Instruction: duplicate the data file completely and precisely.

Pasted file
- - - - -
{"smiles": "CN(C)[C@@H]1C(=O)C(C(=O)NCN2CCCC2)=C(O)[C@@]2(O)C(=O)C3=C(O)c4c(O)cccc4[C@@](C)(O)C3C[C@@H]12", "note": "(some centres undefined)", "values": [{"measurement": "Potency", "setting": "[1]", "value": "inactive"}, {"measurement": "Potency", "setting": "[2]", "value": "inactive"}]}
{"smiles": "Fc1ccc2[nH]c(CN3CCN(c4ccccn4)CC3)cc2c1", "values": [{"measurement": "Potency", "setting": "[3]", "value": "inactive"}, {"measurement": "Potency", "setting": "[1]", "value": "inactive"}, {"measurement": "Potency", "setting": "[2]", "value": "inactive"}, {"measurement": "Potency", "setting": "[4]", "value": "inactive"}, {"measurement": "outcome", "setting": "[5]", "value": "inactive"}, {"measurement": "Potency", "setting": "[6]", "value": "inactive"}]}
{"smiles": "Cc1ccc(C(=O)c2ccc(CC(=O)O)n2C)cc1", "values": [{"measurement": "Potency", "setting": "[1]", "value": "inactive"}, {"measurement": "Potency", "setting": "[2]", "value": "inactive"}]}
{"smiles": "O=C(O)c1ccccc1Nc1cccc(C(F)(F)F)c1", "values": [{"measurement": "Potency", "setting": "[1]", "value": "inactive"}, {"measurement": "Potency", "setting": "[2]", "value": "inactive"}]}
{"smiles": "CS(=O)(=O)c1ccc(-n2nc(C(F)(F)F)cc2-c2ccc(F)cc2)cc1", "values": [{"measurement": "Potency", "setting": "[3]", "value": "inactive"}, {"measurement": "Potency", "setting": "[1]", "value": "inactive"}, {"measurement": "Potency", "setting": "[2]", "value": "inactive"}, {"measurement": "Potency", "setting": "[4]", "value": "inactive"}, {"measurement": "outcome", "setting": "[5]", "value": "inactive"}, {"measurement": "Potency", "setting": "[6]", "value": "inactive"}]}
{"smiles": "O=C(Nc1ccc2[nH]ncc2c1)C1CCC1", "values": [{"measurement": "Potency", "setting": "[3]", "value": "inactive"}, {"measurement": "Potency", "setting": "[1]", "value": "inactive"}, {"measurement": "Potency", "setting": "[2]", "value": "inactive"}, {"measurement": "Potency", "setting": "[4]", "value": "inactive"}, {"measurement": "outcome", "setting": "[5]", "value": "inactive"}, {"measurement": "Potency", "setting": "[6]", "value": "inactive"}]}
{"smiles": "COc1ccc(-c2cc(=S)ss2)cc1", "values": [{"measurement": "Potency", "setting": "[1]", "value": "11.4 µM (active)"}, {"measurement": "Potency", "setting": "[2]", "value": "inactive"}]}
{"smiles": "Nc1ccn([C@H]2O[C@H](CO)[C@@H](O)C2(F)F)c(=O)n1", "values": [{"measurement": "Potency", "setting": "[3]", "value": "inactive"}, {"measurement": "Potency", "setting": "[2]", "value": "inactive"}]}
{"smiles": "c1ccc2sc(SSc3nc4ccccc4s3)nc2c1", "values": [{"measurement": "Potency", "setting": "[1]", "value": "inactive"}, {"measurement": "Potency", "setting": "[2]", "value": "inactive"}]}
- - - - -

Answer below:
{"smiles": "CN(C)[C@@H]1C(=O)C(C(=O)NCN2CCCC2)=C(O)[C@@]2(O)C(=O)C3=C(O)c4c(O)cccc4[C@@](C)(O)C3C[C@@H]12", "note": "(some centres undefined)", "values": [{"measurement": "Potency", "setting": "[1]", "value": "inactive"}, {"measurement": "Potency", "setting": "[2]", "value": "inactive"}]}
{"smiles": "Fc1ccc2[nH]c(CN3CCN(c4ccccn4)CC3)cc2c1", "values": [{"measurement": "Potency", "setting": "[3]", "value": "inactive"}, {"measurement": "Potency", "setting": "[1]", "value": "inactive"}, {"measurement": "Potency", "setting": "[2]", "value": "inactive"}, {"measurement": "Potency", "setting": "[4]", "value": "inactive"}, {"measurement": "outcome", "setting": "[5]", "value": "inactive"}, {"measurement": "Potency", "setting": "[6]", "value": "inactive"}]}
{"smiles": "Cc1ccc(C(=O)c2ccc(CC(=O)O)n2C)cc1", "values": [{"measurement": "Potency", "setting": "[1]", "value": "inactive"}, {"measurement": "Potency", "setting": "[2]", "value": "inactive"}]}
{"smiles": "O=C(O)c1ccccc1Nc1cccc(C(F)(F)F)c1", "values": [{"measurement": "Potency", "setting": "[1]", "value": "inactive"}, {"measurement": "Potency", "setting": "[2]", "value": "inactive"}]}
{"smiles": "CS(=O)(=O)c1ccc(-n2nc(C(F)(F)F)cc2-c2ccc(F)cc2)cc1", "values": [{"measurement": "Potency", "setting": "[3]", "value": "inactive"}, {"measurement": "Potency", "setting": "[1]", "value": "inactive"}, {"measurement": "Potency", "setting": "[2]", "value": "inactive"}, {"measurement": "Potency", "setting": "[4]", "value": "inactive"}, {"measurement": "outcome", "setting": "[5]", "value": "inactive"}, {"measurement": "Potency", "setting": "[6]", "value": "inactive"}]}
{"smiles": "O=C(Nc1ccc2[nH]ncc2c1)C1CCC1", "values": [{"measurement": "Potency", "setting": "[3]", "value": "inactive"}, {"measurement": "Potency", "setting": "[1]", "value": "inactive"}, {"measurement": "Potency", "setting": "[2]", "value": "inactive"}, {"measurement": "Potency", "setting": "[4]", "value": "inactive"}, {"measurement": "outcome", "setting": "[5]", "value": "inactive"}, {"measurement": "Potency", "setting": "[6]", "value": "inactive"}]}
{"smiles": "COc1ccc(-c2cc(=S)ss2)cc1", "values": [{"measurement": "Potency", "setting": "[1]", "value": "11.4 µM (active)"}, {"measurement": "Potency", "setting": "[2]", "value": "inactive"}]}
{"smiles": "Nc1ccn([C@H]2O[C@H](CO)[C@@H](O)C2(F)F)c(=O)n1", "values": [{"measurement": "Potency", "setting": "[3]", "value": "inactive"}, {"measurement": "Potency", "setting": "[2]", "value": "inactive"}]}
{"smiles": "c1ccc2sc(SSc3nc4ccccc4s3)nc2c1", "values": [{"measurement": "Potency", "setting": "[1]", "value": "inactive"}, {"measurement": "Potency", "setting": "[2]", "value": "inactive"}]}